A 2021 Juror Shares Best Practices to Help Submitters for 2022.
This year I had the privilege and honor to serve as a juror for the IESNYC Lumen Awards. It was a day-long process giving me the opportunity to see some of the best lit jobs in the world. Almost all of the submissions were professionally submitted, but there were a few that may have scored higher if the submitter could have better anticipated questions that came up during the judging process and addressed unclear issues in the narrative.
The IESNYC Lumen Awards program recognizes individuals for professionalism, ingenuity, and originality in lighting design based on the individual merit of each entry. Jurors are selected from a broad professional spectrum, representing knowledge of lighting and design excellence. The judging system is entirely based on how well the lighting design meets the program criteria. The Lumen Awards program is not a competition. There are three rounds of judging and I had the privilege of participating in the third round.
Submissions are received in January. Each submission is reviewed for compliance of rules and regulations. Projects that comply with the rules of the program move onto judging into three award categories:
Lumen Award of Excellence
The highest level of recognition for permanent architectural application.
Lumen Award of Merit Meritorious Recognition
Recognition for permanent architectural application.
Lumen Citation Special
Recognition for an art installation, technical detail, portion of a single project, temporary installation or other work.
Some general rules guide the submission process.
Provide lighting designer’s contact information credited for the design of the lighting, and the projects general information (such as name, location, type, and completion date).
Project Summary: 100-word limit.
This summary will be read to the judges and your images will be shown during the first round of judging. Your summary should introduce your project to the Judges and inspire them to accelerate your project to the second round.
Image Narratives: 300-total word limit
Should your project move to the second round, the image narratives will be read to the judges. The image narratives should be cued to each image (e.g., Image1, Image2, Image3, etc.), and should describe or support the visual content of each image. Any reference or endorsement of a commercial product is not allowed. Submittals with this information will be dismissed. However, proper names of places (i.e., David H. Koch Center for Cancer Care at Memorial Sloan Kettering Cancer Center) is admissible.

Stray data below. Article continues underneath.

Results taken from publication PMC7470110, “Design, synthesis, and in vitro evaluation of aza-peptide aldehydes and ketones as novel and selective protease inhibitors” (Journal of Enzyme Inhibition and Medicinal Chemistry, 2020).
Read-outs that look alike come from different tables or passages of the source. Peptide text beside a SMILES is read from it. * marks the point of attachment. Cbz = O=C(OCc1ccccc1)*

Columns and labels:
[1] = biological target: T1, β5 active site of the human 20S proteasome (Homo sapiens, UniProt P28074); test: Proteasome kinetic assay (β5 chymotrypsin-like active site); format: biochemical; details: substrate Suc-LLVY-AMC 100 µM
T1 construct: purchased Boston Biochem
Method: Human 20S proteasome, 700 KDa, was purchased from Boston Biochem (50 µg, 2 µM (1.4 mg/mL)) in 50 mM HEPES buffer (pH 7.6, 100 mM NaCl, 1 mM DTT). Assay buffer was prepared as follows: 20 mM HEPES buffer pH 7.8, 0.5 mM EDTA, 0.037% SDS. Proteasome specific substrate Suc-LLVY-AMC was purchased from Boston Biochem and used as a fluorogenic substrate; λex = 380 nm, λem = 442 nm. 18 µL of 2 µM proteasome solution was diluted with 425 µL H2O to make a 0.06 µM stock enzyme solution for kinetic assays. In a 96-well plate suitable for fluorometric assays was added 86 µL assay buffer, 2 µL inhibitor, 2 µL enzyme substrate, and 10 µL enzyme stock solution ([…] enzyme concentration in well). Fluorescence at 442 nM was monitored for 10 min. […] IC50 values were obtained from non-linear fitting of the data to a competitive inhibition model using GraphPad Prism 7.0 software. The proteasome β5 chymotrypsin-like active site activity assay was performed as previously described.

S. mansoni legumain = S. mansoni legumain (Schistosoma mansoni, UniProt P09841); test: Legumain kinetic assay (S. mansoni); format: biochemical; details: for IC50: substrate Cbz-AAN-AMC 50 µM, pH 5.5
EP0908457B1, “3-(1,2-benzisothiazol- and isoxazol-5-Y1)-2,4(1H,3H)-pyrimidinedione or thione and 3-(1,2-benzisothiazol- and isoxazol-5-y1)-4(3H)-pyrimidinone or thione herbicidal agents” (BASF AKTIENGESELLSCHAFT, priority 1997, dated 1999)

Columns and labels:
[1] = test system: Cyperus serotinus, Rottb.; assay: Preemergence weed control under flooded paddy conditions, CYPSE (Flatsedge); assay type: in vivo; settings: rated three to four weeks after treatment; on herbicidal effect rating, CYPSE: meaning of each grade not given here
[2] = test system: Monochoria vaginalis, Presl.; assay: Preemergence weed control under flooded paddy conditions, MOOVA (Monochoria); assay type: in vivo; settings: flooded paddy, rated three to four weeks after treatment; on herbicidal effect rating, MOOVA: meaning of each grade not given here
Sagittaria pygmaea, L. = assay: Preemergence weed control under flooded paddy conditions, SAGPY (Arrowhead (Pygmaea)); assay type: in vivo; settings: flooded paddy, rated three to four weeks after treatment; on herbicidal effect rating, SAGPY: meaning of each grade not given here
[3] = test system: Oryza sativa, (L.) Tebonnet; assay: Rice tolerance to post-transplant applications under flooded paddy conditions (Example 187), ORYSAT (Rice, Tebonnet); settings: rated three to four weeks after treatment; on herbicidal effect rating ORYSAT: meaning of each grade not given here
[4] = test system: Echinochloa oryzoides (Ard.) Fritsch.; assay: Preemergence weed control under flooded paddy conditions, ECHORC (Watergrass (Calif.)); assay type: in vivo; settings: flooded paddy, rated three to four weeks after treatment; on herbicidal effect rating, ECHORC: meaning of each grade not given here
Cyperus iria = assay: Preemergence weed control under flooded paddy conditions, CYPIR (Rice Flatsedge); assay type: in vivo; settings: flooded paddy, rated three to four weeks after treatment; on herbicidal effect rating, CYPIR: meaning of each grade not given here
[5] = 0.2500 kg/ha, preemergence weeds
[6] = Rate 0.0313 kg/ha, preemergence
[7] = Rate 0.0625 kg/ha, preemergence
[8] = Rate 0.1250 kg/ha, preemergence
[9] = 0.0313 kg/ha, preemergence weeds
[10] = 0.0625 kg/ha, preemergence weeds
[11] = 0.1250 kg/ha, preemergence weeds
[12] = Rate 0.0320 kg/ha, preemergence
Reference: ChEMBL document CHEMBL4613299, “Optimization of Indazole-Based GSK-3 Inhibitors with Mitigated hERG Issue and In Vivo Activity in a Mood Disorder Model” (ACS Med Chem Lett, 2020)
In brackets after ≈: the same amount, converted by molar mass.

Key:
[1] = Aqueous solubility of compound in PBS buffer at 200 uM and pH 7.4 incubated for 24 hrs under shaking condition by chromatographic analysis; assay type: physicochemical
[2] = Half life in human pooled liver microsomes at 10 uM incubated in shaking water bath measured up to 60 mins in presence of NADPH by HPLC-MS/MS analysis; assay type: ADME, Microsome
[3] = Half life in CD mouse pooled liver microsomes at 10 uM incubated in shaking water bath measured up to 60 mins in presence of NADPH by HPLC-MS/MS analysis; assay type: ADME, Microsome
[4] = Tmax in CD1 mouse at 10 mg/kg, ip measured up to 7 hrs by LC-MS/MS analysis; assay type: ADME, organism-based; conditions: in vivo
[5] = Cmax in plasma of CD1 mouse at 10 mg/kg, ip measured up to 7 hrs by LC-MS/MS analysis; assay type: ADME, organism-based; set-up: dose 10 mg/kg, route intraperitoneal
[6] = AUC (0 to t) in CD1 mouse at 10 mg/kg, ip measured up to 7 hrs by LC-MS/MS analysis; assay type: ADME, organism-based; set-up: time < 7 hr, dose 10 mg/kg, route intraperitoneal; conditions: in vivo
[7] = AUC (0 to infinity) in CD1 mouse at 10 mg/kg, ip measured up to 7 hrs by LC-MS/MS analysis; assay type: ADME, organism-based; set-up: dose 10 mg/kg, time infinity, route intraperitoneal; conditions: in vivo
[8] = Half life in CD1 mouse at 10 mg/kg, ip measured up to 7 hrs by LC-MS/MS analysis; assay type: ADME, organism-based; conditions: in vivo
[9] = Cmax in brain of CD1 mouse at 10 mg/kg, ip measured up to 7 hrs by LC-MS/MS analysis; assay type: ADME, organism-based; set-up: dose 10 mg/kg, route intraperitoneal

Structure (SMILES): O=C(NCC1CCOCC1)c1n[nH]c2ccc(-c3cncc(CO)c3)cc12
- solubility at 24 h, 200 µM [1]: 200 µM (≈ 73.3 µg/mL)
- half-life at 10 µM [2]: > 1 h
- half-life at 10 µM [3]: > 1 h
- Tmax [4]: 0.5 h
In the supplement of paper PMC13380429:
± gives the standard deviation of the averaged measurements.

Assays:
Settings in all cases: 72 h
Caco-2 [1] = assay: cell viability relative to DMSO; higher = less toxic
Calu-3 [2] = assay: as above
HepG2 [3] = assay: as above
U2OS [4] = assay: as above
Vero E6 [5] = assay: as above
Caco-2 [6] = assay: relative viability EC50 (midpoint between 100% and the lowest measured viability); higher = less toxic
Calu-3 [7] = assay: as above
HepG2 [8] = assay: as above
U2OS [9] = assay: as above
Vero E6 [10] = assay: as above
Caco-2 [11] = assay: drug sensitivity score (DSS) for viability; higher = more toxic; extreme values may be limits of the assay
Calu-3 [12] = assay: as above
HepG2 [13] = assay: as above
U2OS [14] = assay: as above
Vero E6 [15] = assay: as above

Up to 10 high-resolution JPEG images (at least 1024px and 768px at 300dpi). Each digital file will be counted as a single image. Digital files with multiple pictures or views or illustrations will be counted as multiple images towards a maximum of 10 images. For example, one file with two side-by-side views will be counted as 2 images or, one file with a picture, a detail and a section will count as 3 images.
Don’t include 10 images if they don’t help tell a powerful project story; sometimes less is more. Photos taken during daylight hours may not adequately present the lighting design.
Optional Video Submission:
You may submit an optional digital video file. Acceptable files are: MOV, M4V or MP4 format. No audio allowed and digital videos should only be used to demonstrate kinetic, transitional, or animated lighting effects key to the lighting design concept. Still images as a slide show are not accepted as video and will be disqualified. Videos must be a maximum of one minute in length. Those that are over one minute will be terminated after one minute of play.
For best results, watch for flicker in your video which could jeopardize your chance of receiving an award. A video of simple color-changing lighting can appear pretty amateur if it appears more like ‘chase’ lights. As a juror I found the videos incredibly helpful as they always seemed to further expand the beauty of the design.
This article was originally featured in the June issue of designing lighting (dl)